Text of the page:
They established legal principles we hold dear today. The Flushing Remonstrance and the Remonstrance of Lord Cornbury are rich with precedents that you’d find in the Signers writings.
    There is no new thing under the sun.

  • HAL from East Boston

    There are two ideas basic to Western religion that it would be beneficial for our species to abandon—Revelation and Prophecy. It is the contending “revelations” of Jehovah and Allah that fuel religious madness in the world to this day. It is “the prophecies,” so-called that fuel the potentially dangerous nuttiness of the pathetic End-of-the-World crowd in our country. Both these species of nonsense belong in the dust-bin of history.

  • Isaac Bresnick

    The trend away from “religion” seems to run parallel to other shifts in our society. From the TEA Party’s distrust of centralized government to the Occupier’s distrust of centralized economic power, I can see a way for the “spiritualist” belief to be one centered around distrust of centralized religious power.

    Fundamentally, more Americans are becoming skeptical of folks who say, “Because I say so.” That’s a good thing, but only if it’s focused. If we rebel simply to rebel, it’s no different than mindlessly adhering to an authority. The “escape” from organized religion must be done, not out of a reactionary fear, but out of a desire to find something better.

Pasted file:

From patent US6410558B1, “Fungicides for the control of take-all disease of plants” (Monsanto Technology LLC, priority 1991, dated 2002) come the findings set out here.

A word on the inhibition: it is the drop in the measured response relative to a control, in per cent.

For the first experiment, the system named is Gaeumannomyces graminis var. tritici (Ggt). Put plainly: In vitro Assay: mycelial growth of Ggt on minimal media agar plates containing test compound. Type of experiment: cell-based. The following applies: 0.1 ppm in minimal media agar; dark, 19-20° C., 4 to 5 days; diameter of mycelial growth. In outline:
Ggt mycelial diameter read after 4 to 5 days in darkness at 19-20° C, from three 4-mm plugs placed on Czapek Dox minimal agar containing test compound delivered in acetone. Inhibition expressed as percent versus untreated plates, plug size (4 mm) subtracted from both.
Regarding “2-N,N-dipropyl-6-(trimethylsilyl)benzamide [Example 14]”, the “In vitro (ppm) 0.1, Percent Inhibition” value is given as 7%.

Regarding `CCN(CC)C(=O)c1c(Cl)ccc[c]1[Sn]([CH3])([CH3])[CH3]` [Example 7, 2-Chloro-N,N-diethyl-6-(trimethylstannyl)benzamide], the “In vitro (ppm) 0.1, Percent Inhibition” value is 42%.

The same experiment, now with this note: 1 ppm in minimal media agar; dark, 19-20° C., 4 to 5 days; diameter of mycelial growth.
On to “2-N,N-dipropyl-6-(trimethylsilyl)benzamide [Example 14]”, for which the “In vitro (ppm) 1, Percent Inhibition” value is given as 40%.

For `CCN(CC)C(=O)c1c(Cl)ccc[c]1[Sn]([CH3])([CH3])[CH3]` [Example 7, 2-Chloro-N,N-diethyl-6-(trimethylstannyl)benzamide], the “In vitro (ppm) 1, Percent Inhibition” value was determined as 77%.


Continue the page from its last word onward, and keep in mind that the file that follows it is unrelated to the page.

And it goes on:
• Modavations

    Agnostics are level headed,atheism is a cult.Free men are agnostics,atheists are communist(mostly).The State is God

    • Isaac Bresnick

      Describing atheism as something that encompasses “The State is God” is nonsensical. Must you troll?

      • Ray in VT

        Oh, you know he must.

      • TFRX

        After all the religion-v-religion and religion-v-non-believer wars in history, I thought that stoking arguments between athiests and agnostics was something that only happened in sci-fi.

      • Modavations